Rusovsky: Very large organizations with huge development teams supporting the top apps (think Amazon or eBay) have the resources to develop their own in-house solutions and processes for testing new features on a small percentage of users before releasing to all users. This allows them to test the impact of the feature to make sure there are no negative business consequences before the app is available to everyone. This ensures the app performs as it should, but also makes for a better user experience.
Up until now, this capability hasn’t been available to mid-sized or small development teams. We’re trying to change that with the launch of ROX by Rollout.
ADM: Based on your experience, what are some recommendations you’d make to mobile developers who wish to improve business KPIs?
Rusovsky: We believe one of the most important steps for developers is to detach the code release process from the feature delivery process. Instead of thinking about discrete versions of their software, developers should be thinking about discrete features that can be turned on or off for any group of users.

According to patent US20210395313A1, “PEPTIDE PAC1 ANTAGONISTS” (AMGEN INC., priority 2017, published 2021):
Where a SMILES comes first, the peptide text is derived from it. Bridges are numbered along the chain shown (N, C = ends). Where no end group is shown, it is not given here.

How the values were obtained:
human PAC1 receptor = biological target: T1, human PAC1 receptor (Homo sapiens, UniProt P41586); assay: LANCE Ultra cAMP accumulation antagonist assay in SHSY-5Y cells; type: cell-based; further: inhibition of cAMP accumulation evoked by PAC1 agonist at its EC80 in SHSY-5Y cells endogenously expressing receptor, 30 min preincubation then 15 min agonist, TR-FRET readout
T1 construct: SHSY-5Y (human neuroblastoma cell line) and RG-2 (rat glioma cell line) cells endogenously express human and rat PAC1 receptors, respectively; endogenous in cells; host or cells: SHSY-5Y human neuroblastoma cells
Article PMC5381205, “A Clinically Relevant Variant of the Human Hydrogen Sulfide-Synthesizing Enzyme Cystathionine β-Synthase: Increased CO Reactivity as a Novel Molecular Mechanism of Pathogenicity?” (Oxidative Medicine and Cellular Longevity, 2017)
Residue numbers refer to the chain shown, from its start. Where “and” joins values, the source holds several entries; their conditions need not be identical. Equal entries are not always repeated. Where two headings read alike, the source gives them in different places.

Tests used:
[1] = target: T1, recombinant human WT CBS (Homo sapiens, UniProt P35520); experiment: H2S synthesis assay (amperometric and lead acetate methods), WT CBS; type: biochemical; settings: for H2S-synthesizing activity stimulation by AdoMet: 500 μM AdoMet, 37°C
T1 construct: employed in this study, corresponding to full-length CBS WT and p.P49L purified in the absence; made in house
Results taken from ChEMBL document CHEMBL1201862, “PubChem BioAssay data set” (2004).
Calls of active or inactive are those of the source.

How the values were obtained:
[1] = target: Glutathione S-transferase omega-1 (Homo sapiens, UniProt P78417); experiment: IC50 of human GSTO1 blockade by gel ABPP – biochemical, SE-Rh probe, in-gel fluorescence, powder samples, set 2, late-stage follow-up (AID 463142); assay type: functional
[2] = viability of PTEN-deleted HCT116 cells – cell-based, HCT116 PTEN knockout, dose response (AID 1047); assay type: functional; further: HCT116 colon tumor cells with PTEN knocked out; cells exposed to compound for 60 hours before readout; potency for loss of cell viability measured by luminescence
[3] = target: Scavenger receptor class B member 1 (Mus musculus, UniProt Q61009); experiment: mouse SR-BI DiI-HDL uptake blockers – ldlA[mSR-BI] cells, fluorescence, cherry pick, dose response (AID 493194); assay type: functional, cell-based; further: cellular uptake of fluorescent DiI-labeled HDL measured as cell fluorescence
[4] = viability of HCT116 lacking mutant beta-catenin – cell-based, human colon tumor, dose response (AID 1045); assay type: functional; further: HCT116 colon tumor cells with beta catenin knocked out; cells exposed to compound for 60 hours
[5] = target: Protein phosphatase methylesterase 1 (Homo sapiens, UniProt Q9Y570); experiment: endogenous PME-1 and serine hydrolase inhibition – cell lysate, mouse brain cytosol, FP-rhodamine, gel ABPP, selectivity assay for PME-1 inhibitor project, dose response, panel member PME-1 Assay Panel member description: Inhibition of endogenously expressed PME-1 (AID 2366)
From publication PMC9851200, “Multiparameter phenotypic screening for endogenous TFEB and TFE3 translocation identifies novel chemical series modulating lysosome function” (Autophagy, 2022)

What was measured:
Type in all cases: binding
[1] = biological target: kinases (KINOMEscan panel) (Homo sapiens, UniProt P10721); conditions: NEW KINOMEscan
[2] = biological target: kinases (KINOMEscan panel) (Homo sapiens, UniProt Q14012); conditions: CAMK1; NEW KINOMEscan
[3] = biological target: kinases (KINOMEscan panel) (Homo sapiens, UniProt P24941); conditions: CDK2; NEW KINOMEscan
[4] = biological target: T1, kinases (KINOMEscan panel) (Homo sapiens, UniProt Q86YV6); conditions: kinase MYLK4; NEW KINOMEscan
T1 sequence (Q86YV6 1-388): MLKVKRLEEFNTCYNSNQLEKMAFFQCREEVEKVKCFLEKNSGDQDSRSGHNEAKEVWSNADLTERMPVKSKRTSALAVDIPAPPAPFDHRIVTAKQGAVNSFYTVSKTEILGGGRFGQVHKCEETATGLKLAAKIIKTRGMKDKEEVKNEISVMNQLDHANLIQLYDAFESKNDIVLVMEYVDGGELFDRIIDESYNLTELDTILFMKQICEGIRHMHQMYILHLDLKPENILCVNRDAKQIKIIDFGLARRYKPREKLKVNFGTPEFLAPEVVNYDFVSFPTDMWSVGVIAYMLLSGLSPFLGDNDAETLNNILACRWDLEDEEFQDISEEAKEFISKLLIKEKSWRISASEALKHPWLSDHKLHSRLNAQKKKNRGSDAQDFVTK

All of the top apps such as Amazon, Ebay or Airbnb are already doing this. They consider every change to be a “feature” that should be tested. They test new features on a small percentage of their users before releasing it to everyone. This enables them to test the impact of any change they make to ensure new features do not have any negative business or technical impact before releasing it to all users.
Every change, whether it’s new functionality, a technical optimization, a bug fix or a UI modification, can and ideally should be tested as an experiment. This is accomplished by measuring and comparing the business and technical performance of your app, with and without the change. Being able to selectively turn features on or off not only accelerates development and business results, but also greatly reduces risk, as any negative impact can be immediately stopped.
Additionally, it’s often the boldest ideas that make the biggest impact to business KPIs. Having a solution that lets you gradually deploy features, measure impact, and rollback if needed, means you can safely test those ideas on some of your users before deploying it to everyone.